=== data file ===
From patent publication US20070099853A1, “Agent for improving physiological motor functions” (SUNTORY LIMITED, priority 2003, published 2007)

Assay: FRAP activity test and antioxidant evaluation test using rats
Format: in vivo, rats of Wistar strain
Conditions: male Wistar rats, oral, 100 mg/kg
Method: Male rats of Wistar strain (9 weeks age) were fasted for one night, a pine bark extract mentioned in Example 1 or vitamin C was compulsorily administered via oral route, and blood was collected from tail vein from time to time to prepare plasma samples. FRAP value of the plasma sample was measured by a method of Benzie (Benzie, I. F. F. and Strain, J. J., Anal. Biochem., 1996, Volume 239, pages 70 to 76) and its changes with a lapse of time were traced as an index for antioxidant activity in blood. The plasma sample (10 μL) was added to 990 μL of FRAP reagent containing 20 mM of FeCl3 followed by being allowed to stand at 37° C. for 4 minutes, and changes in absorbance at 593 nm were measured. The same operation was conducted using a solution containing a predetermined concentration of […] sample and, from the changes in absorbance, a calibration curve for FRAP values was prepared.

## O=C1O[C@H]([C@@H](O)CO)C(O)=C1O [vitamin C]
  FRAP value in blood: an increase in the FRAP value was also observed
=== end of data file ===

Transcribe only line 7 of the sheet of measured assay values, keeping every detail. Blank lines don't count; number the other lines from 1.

  FRAP value in blood: an increase in the FRAP value was also observed